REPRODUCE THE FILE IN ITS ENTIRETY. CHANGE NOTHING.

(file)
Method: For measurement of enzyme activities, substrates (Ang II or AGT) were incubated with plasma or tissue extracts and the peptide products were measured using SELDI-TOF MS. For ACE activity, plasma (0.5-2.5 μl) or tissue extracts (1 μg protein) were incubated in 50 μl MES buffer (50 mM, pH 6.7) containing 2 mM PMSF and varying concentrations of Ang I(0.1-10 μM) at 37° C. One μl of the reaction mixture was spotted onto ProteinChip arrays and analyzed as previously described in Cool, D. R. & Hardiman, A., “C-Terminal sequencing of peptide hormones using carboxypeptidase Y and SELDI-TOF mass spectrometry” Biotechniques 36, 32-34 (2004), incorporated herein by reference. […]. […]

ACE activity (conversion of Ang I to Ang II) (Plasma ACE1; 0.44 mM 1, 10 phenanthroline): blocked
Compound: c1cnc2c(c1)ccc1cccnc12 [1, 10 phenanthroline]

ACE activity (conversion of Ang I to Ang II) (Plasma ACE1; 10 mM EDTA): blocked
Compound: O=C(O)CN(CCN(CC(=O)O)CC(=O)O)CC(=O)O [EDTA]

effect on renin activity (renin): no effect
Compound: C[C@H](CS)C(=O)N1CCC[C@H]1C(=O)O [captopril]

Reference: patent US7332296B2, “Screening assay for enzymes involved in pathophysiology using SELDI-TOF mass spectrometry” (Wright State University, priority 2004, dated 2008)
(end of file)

Method: For measurement of enzyme activities, substrates (Ang II or AGT) were incubated with plasma or tissue extracts and the peptide products were measured using SELDI-TOF MS. For ACE activity, plasma (0.5-2.5 μl) or tissue extracts (1 μg protein) were incubated in 50 μl MES buffer (50 mM, pH 6.7) containing 2 mM PMSF and varying concentrations of Ang I(0.1-10 μM) at 37° C. One μl of the reaction mixture was spotted onto ProteinChip arrays and analyzed as previously described in Cool, D. R. & Hardiman, A., “C-Terminal sequencing of peptide hormones using carboxypeptidase Y and SELDI-TOF mass spectrometry” Biotechniques 36, 32-34 (2004), incorporated herein by reference. […]. […]

ACE activity (conversion of Ang I to Ang II) (Plasma ACE1; 0.44 mM 1, 10 phenanthroline): blocked
Compound: c1cnc2c(c1)ccc1cccnc12 [1, 10 phenanthroline]

ACE activity (conversion of Ang I to Ang II) (Plasma ACE1; 10 mM EDTA): blocked
Compound: O=C(O)CN(CCN(CC(=O)O)CC(=O)O)CC(=O)O [EDTA]

effect on renin activity (renin): no effect
Compound: C[C@H](CS)C(=O)N1CCC[C@H]1C(=O)O [captopril]

Reference: patent US7332296B2, “Screening assay for enzymes involved in pathophysiology using SELDI-TOF mass spectrometry” (Wright State University, priority 2004, dated 2008)